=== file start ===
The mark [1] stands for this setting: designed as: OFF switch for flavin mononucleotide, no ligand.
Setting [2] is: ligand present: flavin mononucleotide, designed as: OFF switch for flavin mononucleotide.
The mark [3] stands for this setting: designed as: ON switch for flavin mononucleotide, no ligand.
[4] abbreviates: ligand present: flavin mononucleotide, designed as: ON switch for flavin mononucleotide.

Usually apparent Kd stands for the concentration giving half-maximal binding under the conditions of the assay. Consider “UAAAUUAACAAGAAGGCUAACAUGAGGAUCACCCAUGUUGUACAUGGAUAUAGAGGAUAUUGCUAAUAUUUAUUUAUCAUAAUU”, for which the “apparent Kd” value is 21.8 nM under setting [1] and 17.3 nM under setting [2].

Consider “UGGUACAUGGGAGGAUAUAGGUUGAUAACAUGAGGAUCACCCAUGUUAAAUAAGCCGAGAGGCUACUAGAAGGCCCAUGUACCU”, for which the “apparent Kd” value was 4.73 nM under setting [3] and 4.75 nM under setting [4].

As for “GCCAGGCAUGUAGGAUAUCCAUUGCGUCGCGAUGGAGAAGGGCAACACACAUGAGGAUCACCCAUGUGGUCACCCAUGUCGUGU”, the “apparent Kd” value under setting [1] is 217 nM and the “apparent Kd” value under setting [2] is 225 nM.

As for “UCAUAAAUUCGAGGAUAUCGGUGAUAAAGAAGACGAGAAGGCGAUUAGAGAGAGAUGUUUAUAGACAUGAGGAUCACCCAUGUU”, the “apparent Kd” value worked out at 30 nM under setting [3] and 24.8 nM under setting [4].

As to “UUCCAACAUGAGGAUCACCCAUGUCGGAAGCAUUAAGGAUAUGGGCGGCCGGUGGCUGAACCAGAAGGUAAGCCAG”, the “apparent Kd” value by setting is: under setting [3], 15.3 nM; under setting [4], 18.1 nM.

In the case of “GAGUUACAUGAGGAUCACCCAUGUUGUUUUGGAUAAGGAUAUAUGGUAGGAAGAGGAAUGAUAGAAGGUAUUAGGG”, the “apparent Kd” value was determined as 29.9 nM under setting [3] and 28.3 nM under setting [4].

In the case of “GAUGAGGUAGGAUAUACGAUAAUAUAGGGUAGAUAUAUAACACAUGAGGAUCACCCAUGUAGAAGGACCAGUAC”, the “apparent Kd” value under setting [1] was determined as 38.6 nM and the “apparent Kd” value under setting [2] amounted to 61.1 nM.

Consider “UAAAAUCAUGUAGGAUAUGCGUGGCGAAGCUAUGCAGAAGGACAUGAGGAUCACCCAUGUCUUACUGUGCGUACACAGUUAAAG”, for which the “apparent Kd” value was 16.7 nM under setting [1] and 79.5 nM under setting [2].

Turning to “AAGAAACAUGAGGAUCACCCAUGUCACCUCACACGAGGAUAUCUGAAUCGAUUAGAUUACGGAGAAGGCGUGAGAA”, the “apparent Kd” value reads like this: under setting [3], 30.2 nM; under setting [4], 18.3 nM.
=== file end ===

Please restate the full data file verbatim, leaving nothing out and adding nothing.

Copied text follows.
The mark [1] stands for this setting: designed as: OFF switch for flavin mononucleotide, no ligand.
Setting [2] is: ligand present: flavin mononucleotide, designed as: OFF switch for flavin mononucleotide.
The mark [3] stands for this setting: designed as: ON switch for flavin mononucleotide, no ligand.
[4] abbreviates: ligand present: flavin mononucleotide, designed as: ON switch for flavin mononucleotide.

Usually apparent Kd stands for the concentration giving half-maximal binding under the conditions of the assay. Consider “UAAAUUAACAAGAAGGCUAACAUGAGGAUCACCCAUGUUGUACAUGGAUAUAGAGGAUAUUGCUAAUAUUUAUUUAUCAUAAUU”, for which the “apparent Kd” value is 21.8 nM under setting [1] and 17.3 nM under setting [2].

Consider “UGGUACAUGGGAGGAUAUAGGUUGAUAACAUGAGGAUCACCCAUGUUAAAUAAGCCGAGAGGCUACUAGAAGGCCCAUGUACCU”, for which the “apparent Kd” value was 4.73 nM under setting [3] and 4.75 nM under setting [4].

As for “GCCAGGCAUGUAGGAUAUCCAUUGCGUCGCGAUGGAGAAGGGCAACACACAUGAGGAUCACCCAUGUGGUCACCCAUGUCGUGU”, the “apparent Kd” value under setting [1] is 217 nM and the “apparent Kd” value under setting [2] is 225 nM.

As for “UCAUAAAUUCGAGGAUAUCGGUGAUAAAGAAGACGAGAAGGCGAUUAGAGAGAGAUGUUUAUAGACAUGAGGAUCACCCAUGUU”, the “apparent Kd” value worked out at 30 nM under setting [3] and 24.8 nM under setting [4].

As to “UUCCAACAUGAGGAUCACCCAUGUCGGAAGCAUUAAGGAUAUGGGCGGCCGGUGGCUGAACCAGAAGGUAAGCCAG”, the “apparent Kd” value by setting is: under setting [3], 15.3 nM; under setting [4], 18.1 nM.

In the case of “GAGUUACAUGAGGAUCACCCAUGUUGUUUUGGAUAAGGAUAUAUGGUAGGAAGAGGAAUGAUAGAAGGUAUUAGGG”, the “apparent Kd” value was determined as 29.9 nM under setting [3] and 28.3 nM under setting [4].

In the case of “GAUGAGGUAGGAUAUACGAUAAUAUAGGGUAGAUAUAUAACACAUGAGGAUCACCCAUGUAGAAGGACCAGUAC”, the “apparent Kd” value under setting [1] was determined as 38.6 nM and the “apparent Kd” value under setting [2] amounted to 61.1 nM.

Consider “UAAAAUCAUGUAGGAUAUGCGUGGCGAAGCUAUGCAGAAGGACAUGAGGAUCACCCAUGUCUUACUGUGCGUACACAGUUAAAG”, for which the “apparent Kd” value was 16.7 nM under setting [1] and 79.5 nM under setting [2].

Turning to “AAGAAACAUGAGGAUCACCCAUGUCACCUCACACGAGGAUAUCUGAAUCGAUUAGAUUACGGAGAAGGCGUGAGAA”, the “apparent Kd” value reads like this: under setting [3], 30.2 nM; under setting [4], 18.3 nM.